Donald Trump’s Day at the Supreme Court


Donald Trump is nothing if not a dreamer. In seeking to return to the Presidency, it’s as though he has reimagined America as a kingdom and himself the king, an absolute ruler whose actions, no matter how sordid, cannot be stopped or subject to prosecution in a court of law. And yet what remains most remarkable is how far down the road to fulfilling this fantasy he now is, and how many millions of Americans he has managed to carry along with him: the Republican primary voters who, overwhelmingly, chose him again as their party’s nominee; the Republican officials, such as former Attorney General Bill Barr, who, despite condemning Trump for calling forth violence and illegality in his effort to overturn the 2020 election, are nevertheless endorsing him this year; the advocates on and off his payroll who say that a federal criminal case against him must be thrown out because, as President, he had every right to seek to overturn the election. This is the Richard Nixon theory of the executive taken to its circular and oh-so-Trumpian extreme: if the President does it, by definition, it is not illegal. “I have the right to do whatever I want as President,” Trump said when he was in the White House.

On Thursday, Trump’s legal team asked the Supreme Court to take this both literally and seriously, advancing his fantastical claims about an unfettered Presidency in oral arguments at the Court, where, alarmingly, they received a respectful hearing. So here we are in the midst of this most consequential election year, debating things such as whether a President has the power to accept bribes for official appointments, to sell nuclear secrets to a foreign adversary, or even to call forth a military coup to remain in office. How is it possible in the United States of America that the answer to any of these questions could be yes? And, yet, strip out the hemming and hawing, the polite citations of Marbury v. Madison and the sayings of Benjamin Franklin, and the answer from Trump’s lawyer to all of the above was more or less: Yes.

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In a remarkable dialogue with that lawyer, D. John Sauer, Justice Sonia Sotomayor established that Trump believes he should even have the right to order the assassination of a political opponent without fear of prosecution. Yup, we’ve reached the point of the election year where Trump’s lawyer says it’d be O.K. if Trump were to order a hit job on a rival—and is not immediately laughed out of court. The claims advanced by Sauer on behalf of the most powerful man in the world were so sweeping that, eventually, Justice Ketanji Brown Jackson was left to wonder “what the disincentive is from turning the Oval Office into the seat of criminal activity in this country.”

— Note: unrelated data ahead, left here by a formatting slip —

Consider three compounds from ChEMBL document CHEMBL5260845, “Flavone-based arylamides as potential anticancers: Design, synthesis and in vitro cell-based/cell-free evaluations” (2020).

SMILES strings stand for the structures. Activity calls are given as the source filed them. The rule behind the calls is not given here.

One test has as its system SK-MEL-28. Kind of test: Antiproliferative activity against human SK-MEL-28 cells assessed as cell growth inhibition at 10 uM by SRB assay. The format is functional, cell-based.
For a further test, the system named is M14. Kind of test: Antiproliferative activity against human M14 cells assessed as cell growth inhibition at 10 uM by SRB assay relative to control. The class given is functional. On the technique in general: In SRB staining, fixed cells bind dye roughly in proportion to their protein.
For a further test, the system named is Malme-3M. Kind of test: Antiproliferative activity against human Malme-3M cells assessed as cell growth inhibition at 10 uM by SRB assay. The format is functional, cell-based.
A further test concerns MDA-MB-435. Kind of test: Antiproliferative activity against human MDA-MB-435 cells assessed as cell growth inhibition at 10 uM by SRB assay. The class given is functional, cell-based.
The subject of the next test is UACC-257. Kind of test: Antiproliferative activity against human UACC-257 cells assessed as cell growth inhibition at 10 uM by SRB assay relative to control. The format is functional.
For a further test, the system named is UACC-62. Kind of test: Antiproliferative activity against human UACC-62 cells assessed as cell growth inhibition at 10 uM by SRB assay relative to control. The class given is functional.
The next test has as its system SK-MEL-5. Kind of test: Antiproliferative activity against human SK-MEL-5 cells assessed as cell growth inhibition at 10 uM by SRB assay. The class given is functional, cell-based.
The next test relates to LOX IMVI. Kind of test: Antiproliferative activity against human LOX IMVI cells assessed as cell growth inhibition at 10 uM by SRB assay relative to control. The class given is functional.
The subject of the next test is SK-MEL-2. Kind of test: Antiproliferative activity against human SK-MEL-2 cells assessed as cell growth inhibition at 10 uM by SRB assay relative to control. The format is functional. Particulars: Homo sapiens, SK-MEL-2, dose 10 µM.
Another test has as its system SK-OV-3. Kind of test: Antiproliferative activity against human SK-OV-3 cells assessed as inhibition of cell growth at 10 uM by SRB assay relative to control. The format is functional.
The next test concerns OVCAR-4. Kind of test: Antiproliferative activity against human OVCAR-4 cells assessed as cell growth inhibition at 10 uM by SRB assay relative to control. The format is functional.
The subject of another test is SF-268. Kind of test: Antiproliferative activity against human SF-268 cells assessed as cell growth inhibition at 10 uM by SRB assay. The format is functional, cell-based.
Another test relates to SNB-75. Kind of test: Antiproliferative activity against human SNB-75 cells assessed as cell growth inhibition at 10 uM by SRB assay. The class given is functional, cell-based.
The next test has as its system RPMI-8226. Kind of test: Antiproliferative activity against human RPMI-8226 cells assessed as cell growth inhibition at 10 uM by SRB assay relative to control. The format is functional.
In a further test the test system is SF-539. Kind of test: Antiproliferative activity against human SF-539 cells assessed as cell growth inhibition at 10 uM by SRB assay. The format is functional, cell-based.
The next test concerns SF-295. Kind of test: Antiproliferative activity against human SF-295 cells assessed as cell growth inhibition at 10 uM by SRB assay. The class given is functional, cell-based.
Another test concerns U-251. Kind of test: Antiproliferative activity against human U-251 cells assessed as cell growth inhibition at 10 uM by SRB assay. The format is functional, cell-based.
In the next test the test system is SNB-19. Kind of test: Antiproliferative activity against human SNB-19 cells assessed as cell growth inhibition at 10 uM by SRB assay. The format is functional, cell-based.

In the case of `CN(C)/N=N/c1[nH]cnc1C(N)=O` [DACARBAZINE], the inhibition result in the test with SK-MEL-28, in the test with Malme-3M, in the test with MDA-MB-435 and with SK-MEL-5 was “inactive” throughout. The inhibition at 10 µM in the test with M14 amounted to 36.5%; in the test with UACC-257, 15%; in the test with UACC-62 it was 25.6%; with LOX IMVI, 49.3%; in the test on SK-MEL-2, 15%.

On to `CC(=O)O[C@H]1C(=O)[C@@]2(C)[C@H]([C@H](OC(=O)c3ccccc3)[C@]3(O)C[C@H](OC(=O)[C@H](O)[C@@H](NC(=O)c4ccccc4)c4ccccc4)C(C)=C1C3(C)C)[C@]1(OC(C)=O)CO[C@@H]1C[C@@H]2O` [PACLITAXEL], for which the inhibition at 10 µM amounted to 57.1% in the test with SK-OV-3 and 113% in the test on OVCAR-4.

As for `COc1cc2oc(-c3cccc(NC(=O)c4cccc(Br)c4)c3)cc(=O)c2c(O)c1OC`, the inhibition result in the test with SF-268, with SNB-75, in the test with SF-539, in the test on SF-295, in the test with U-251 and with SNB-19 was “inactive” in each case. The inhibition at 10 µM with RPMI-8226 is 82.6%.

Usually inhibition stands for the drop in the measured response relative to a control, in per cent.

It says everything about Trump that these are the questions debated and dissected on his behalf. It says everything about this Supreme Court—a radical right-wing bench that Trump reshaped with his appointments—that several conservative Justices hardly seemed bothered by this absolutist vision of the Presidency. And yet, notably, I did not hear any of them specifically defend Trump’s indefensible conduct or the tremendous overreach recommended by his lawyer; instead, they invoked fears of unwarranted prosecutions against other former Presidents—not this one, they insisted somewhat sanctimoniously, but unnamed others. “I’m not talking about the present case,” Justice Brett Kavanaugh said. “I’m talking about the future.” Justice Neil Gorsuch agreed, stressing this was not so much about Trump as it was about debating “a ruling for the ages.”

Whereas the liberal Justices worried about the consequences of having a President on an unconstrained crime spree, several conservative Justices conjured a “dystopian” future, as the government’s lawyer, Michael Dreeben, called it, in which the American Presidency, once subjected to the same criminal laws as the rest of the country, could become a fearful and neutered office, trapped in never-ending cycles of legal revenge and retribution as the vicissitudes of politics dictated. On this point, it was hard to entirely disagree. Can one imagine a reëlected President Trump ordering his Justice Department to prosecute Joe Biden for this or that imagined offense? Of course! This is not a theoretical threat, after all, but one that Trump has already made several times.